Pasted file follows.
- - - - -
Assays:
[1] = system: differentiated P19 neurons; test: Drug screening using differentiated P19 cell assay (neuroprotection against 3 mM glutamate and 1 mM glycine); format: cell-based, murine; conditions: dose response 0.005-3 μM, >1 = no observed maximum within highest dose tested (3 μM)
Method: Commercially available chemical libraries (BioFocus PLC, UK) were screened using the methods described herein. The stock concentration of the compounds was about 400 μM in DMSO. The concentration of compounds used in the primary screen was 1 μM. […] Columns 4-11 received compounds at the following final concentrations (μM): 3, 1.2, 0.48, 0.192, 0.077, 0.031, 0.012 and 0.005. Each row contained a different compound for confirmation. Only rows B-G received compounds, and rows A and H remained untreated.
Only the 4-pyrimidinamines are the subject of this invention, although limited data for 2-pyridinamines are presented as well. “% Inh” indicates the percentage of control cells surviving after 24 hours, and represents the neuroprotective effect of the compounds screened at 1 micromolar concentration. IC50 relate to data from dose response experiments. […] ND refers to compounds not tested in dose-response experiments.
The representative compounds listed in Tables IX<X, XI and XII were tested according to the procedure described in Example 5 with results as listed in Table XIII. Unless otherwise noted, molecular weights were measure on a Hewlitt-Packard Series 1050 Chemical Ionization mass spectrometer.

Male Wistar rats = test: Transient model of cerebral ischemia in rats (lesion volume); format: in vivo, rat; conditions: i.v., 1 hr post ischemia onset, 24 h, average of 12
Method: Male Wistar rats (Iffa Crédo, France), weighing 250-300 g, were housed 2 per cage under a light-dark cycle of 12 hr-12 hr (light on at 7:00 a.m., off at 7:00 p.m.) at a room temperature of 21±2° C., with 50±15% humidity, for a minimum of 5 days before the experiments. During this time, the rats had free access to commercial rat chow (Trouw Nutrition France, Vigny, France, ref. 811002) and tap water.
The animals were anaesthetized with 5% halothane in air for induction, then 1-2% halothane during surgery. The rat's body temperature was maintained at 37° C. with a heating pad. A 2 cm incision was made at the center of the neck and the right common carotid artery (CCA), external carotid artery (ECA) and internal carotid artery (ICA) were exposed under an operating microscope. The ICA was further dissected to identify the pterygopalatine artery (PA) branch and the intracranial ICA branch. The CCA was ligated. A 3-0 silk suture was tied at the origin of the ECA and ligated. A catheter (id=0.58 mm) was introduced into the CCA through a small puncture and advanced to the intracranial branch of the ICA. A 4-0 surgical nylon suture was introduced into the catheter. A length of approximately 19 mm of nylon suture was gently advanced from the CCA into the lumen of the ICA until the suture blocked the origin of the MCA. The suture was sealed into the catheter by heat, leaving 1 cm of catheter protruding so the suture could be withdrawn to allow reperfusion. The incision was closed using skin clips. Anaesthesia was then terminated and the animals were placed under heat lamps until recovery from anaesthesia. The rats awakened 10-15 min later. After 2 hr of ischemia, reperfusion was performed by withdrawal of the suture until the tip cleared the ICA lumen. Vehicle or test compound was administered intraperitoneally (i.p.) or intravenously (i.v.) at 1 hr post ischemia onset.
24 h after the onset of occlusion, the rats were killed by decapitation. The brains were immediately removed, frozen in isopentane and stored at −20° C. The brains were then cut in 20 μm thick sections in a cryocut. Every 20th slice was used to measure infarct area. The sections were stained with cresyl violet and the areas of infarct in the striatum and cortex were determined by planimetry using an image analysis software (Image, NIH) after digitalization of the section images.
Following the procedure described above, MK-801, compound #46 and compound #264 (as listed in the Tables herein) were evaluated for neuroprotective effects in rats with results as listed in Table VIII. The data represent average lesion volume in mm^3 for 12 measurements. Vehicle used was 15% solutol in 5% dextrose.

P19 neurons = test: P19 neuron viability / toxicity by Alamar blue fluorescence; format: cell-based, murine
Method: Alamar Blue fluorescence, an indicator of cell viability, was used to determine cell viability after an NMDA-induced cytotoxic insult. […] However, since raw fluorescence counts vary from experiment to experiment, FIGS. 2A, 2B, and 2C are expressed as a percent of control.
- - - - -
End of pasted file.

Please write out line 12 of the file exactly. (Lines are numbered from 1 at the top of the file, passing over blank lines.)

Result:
Method: Alamar Blue fluorescence, an indicator of cell viability, was used to determine cell viability after an NMDA-induced cytotoxic insult. […] However, since raw fluorescence counts vary from experiment to experiment, FIGS. 2A, 2B, and 2C are expressed as a percent of control.